The Wrong Man is Alfred Hitchcock at the end of a series of ever-expanding directorial experiments, just before moving to to his most ambitious film, Vertigo. While maintaining a strong commercial acceptance he indulged his cinematic imagination up through Rear Window, coasting only slightly at the end for his popular To Catch a Thief, his remake of The Man Who Knew Too Much and the quirky comedy The Trouble with Harry.
In The Wrong Man breaks all of his own rules. It's based on a true story and follows a semidocumentary mode, using stylized camerawork but naturalistic settings and characters. The plot hasn't been customized as a thriller and although played by movie stars, the characters aren't glamorized. The contours of the real story are retained, leaving the movie in lumpy sections with a downbeat ending. There's nothing wrong with this picture except that it breaks Hitchcock's primary rule - it doesn't please the audience.
This story is broken into three distinct sections, the aspects of Christopher Immanuel Balestrero's true-life tale that appealed to Alfred Hitchcock.
The incarceration section shows the fear of the police and jails that runs through all of Hitchcock's work. This is the most documentary-like material. Unshaven and humiliated, Balestrero is accused, processed and locked up. All of it is shown with a sustained subjective-identification method. Our hand is manacled to some stranger's. It's our feet that we stare at because we're too ashamed to raise our heads. And Henry Fonda's everyman quality embodies our fears and uncertainties. His tortured eyes are those of a film noir victim. When Balestrero tries to express his feelings of helplessness, some of the dialogue harks back to the fatalistic paranoia of Detour. The Balestrero's anguish at running into a blank wall of dead alibi witnesses reminds us of the noir hero of The Dark Corner, who feels he's been backed up into a dark corner, and someone's hitting him, but he doesn't know who.
The real locations are deceptive, as Robert Burks' precise camerawork leaves no room for docu looseness. The simplicity of the Balestrero household would seem like Italian neo-realism if it weren't for the presence of the stars Fonda and Vera Miles in the lead roles. Their work can't be faulted, but the nature of the Hollywood system surely misled 1956 audiences to believe that Fonda's screen persona - innate and modest goodness - would prevail. The trial part of the story is a brief extension of the prison scenes, showing the courtroom process as a risky business. Manny watches attorneys trade jokes and jurors nap while his life hangs in the balance.
The second theme is the frightening specter of madness, the knowledge that a loved one or perhaps ourselves might have a nervous breakdown and become like Rose Balestrero, a lost soul unhinged from the ability to relate to other people. As if some curse were being levied on the Balestreros for no fault of their own, Rose cracks up under the pressure of her husband's trouble. The guilt and fear are too much for her, and she mentally withdraws from reality. Hitchcock keeps these scenes purposely muted. It's not easy to play them effectively and Vera Miles is heartbreakingly good, making us wonder what kind of Madeleine Elster she might have made for Vertigo. The comparison between her breakdown and James Stewart's is telling. Stewart needs Barbara Bel Geddes' pathos to deepen his melancholic withdrawal. Just one look at Miles' profound despair and we know something's very wrong.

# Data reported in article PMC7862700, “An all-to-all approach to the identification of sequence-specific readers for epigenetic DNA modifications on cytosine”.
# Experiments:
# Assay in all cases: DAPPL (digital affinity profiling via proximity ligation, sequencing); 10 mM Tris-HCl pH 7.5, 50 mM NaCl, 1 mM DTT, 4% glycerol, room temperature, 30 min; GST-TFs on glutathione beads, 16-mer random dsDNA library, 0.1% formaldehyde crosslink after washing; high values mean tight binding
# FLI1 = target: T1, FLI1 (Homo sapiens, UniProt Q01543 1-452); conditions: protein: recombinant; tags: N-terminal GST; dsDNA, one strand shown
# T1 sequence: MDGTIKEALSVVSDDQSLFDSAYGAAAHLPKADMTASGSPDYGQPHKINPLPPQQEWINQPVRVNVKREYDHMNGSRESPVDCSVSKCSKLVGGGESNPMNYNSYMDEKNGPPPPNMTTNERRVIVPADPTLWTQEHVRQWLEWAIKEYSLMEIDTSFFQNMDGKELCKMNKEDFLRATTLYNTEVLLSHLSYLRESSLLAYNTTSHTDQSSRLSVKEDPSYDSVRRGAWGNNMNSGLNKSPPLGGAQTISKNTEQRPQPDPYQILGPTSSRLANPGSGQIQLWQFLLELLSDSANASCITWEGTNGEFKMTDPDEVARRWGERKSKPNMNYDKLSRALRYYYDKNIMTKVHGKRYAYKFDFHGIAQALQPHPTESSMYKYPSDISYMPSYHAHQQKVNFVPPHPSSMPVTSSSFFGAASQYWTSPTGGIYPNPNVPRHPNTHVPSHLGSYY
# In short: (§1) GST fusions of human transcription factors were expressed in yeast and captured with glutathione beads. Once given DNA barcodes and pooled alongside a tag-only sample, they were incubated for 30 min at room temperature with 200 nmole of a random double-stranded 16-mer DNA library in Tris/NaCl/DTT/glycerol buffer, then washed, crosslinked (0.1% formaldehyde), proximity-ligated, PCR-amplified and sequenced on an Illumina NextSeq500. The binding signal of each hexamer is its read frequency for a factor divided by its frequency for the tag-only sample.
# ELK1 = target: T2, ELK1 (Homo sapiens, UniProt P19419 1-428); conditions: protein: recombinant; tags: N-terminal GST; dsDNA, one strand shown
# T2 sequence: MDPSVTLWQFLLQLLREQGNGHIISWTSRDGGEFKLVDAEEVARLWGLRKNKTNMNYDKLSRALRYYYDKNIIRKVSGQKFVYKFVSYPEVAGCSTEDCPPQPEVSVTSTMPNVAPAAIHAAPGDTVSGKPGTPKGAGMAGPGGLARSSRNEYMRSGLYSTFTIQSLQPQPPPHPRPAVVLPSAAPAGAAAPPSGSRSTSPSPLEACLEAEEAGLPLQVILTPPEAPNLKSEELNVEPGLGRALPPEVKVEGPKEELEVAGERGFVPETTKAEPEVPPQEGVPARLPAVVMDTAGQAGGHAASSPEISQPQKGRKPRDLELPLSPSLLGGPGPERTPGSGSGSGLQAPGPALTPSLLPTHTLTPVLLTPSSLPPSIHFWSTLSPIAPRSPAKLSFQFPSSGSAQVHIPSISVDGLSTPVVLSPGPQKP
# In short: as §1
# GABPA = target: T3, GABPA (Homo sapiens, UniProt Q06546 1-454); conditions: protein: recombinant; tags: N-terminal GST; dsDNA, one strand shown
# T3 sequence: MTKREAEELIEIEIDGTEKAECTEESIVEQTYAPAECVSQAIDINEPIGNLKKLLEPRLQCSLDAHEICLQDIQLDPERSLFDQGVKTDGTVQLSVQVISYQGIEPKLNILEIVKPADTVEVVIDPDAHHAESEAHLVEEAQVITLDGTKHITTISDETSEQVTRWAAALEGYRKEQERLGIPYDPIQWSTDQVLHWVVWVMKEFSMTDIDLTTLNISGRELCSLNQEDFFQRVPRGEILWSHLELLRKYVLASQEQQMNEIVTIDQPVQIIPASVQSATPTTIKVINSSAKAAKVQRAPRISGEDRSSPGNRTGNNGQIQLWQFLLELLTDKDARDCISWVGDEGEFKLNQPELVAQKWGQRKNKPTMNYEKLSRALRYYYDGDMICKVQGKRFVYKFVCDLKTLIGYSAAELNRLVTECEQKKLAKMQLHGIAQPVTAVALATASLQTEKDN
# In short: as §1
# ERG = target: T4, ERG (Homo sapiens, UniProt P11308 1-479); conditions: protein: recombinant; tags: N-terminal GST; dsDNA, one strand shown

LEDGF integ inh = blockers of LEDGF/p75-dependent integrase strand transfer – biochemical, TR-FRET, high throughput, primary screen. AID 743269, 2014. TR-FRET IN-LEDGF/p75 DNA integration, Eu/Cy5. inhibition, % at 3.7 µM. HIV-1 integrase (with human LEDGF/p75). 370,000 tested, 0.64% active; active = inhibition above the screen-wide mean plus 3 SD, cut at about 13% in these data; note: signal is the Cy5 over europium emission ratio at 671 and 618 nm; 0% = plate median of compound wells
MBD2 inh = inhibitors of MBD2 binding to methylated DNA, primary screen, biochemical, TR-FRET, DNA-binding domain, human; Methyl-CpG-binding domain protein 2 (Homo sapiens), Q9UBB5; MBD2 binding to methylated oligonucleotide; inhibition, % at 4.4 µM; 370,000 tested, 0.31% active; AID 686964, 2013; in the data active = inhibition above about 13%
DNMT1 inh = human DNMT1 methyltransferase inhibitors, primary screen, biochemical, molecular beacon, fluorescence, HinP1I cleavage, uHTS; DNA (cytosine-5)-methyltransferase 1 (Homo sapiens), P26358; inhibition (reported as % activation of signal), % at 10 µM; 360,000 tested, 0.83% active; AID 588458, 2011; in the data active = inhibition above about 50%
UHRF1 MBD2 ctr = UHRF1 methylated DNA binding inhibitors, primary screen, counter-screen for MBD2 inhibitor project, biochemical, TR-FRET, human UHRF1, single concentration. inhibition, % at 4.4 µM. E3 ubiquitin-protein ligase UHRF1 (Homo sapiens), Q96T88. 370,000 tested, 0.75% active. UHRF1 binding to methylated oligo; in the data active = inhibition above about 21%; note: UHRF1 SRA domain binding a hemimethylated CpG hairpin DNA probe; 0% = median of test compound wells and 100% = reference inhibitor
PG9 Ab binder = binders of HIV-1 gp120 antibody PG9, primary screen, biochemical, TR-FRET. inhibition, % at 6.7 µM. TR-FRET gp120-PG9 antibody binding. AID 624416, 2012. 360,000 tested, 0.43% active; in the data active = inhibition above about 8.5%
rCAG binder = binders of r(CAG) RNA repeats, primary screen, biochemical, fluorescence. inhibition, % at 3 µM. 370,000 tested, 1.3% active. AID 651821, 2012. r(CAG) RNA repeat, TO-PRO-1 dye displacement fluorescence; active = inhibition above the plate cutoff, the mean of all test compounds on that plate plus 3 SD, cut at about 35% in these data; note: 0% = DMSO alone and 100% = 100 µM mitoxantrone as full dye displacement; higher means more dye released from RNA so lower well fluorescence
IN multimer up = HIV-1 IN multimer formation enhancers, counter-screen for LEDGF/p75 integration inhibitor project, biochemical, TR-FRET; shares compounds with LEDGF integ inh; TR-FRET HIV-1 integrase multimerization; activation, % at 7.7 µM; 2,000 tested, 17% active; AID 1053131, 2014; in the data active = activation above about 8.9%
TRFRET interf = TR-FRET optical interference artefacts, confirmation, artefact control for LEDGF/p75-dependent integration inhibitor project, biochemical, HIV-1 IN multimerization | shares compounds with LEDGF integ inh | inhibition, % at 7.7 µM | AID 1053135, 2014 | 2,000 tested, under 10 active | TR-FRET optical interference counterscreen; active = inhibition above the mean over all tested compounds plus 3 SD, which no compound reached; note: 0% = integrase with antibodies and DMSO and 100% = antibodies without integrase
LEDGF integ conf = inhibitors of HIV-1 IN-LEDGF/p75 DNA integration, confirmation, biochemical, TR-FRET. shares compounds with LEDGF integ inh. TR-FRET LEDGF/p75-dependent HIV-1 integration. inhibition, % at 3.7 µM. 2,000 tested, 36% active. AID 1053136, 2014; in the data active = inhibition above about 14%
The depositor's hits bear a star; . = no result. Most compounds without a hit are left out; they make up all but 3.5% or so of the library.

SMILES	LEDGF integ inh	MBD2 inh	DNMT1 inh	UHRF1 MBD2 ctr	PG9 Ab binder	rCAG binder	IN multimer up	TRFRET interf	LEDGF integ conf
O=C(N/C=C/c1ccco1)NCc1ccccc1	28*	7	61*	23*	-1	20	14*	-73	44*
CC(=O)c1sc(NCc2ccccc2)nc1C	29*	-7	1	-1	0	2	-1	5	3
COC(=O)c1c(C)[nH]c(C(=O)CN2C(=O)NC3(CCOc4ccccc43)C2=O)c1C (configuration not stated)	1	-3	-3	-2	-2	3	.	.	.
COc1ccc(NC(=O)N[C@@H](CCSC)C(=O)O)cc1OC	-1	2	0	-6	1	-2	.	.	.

The Wrong Man has to change gears quickly to get into the madness theme, and for some people the switch is far too abrupt. We lose track of Manny's subjective pulse; every aspect of his imprisonment was covered but seeing Rose put away isn't detailed to the same degree. Instead, the movie takes a dive into its third theme of a religious deliverance, a religious miracle.
Although the Balestreros are Catholics, the theme is presented only visually. Manny's mother (Esther Minciotti of Marty) urges him to pray not just for Rose but for strength, and in answer to his prayer, the real holdup man is arrested. In real life it was just a lucky break, surely one the Balestreros were praying for. On screen, Manny wails that the real crook may already be in another state or in jail. But we aren't prepared for Hitchcock's direct link between Manny's prayer to the image of Christ on his wall, and the reappearance of the real criminal. In one of Hitchcock's most debated images, the criminal enters the frame as a superimposition, and then walks forward to align his face with Manny's, staring in prayer. In visual terms, it links Manny and the thief in a 'twinned' relationship, as if by sharing the frame with Manny, the thief is taking back the curse, like Dr. Karswell in Night of the Demon. Or a more basic Christian reading might say that Manny is being equated with the thief, that, as fellow humans under God, they share the same guilt and are looked at equally in the eyes of the Lord, no matter what the law says. Unfortunately, most audiences never get beyond the surprise and relief at seeing Henry Fonda's 'evil twin' materialize before their eyes; in a scenario of frustration and misery, now something positive might happen.(spoiler next paragraph)